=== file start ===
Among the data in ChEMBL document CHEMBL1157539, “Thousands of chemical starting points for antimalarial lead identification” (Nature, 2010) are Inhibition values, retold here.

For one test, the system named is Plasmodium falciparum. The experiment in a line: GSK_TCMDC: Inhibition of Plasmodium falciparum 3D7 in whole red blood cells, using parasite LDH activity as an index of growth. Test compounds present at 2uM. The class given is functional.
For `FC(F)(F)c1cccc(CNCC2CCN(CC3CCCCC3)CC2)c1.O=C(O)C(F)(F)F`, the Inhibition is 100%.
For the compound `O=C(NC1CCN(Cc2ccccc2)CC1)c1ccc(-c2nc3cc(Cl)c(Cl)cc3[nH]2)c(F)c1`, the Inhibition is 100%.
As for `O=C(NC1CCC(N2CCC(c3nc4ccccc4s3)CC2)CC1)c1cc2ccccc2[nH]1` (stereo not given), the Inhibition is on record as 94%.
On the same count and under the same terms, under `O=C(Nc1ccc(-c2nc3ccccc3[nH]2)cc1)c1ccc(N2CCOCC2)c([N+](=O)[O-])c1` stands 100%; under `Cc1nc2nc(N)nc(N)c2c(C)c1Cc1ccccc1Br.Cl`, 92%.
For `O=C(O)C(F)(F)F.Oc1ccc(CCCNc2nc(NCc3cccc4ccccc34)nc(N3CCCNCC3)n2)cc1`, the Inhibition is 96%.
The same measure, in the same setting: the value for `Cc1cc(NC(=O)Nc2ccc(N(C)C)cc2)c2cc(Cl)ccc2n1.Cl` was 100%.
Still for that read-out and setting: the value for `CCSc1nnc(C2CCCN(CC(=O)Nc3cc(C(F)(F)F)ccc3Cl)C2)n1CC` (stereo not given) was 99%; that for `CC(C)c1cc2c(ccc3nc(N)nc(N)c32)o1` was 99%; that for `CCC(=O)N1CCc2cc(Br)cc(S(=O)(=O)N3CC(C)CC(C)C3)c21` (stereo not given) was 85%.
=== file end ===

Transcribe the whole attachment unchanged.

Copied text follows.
Among the data in ChEMBL document CHEMBL1157539, “Thousands of chemical starting points for antimalarial lead identification” (Nature, 2010) are Inhibition values, retold here.

For one test, the system named is Plasmodium falciparum. The experiment in a line: GSK_TCMDC: Inhibition of Plasmodium falciparum 3D7 in whole red blood cells, using parasite LDH activity as an index of growth. Test compounds present at 2uM. The class given is functional.
For `FC(F)(F)c1cccc(CNCC2CCN(CC3CCCCC3)CC2)c1.O=C(O)C(F)(F)F`, the Inhibition is 100%.
For the compound `O=C(NC1CCN(Cc2ccccc2)CC1)c1ccc(-c2nc3cc(Cl)c(Cl)cc3[nH]2)c(F)c1`, the Inhibition is 100%.
As for `O=C(NC1CCC(N2CCC(c3nc4ccccc4s3)CC2)CC1)c1cc2ccccc2[nH]1` (stereo not given), the Inhibition is on record as 94%.
On the same count and under the same terms, under `O=C(Nc1ccc(-c2nc3ccccc3[nH]2)cc1)c1ccc(N2CCOCC2)c([N+](=O)[O-])c1` stands 100%; under `Cc1nc2nc(N)nc(N)c2c(C)c1Cc1ccccc1Br.Cl`, 92%.
For `O=C(O)C(F)(F)F.Oc1ccc(CCCNc2nc(NCc3cccc4ccccc34)nc(N3CCCNCC3)n2)cc1`, the Inhibition is 96%.
The same measure, in the same setting: the value for `Cc1cc(NC(=O)Nc2ccc(N(C)C)cc2)c2cc(Cl)ccc2n1.Cl` was 100%.
Still for that read-out and setting: the value for `CCSc1nnc(C2CCCN(CC(=O)Nc3cc(C(F)(F)F)ccc3Cl)C2)n1CC` (stereo not given) was 99%; that for `CC(C)c1cc2c(ccc3nc(N)nc(N)c32)o1` was 99%; that for `CCC(=O)N1CCc2cc(Br)cc(S(=O)(=O)N3CC(C)CC(C)C3)c21` (stereo not given) was 85%.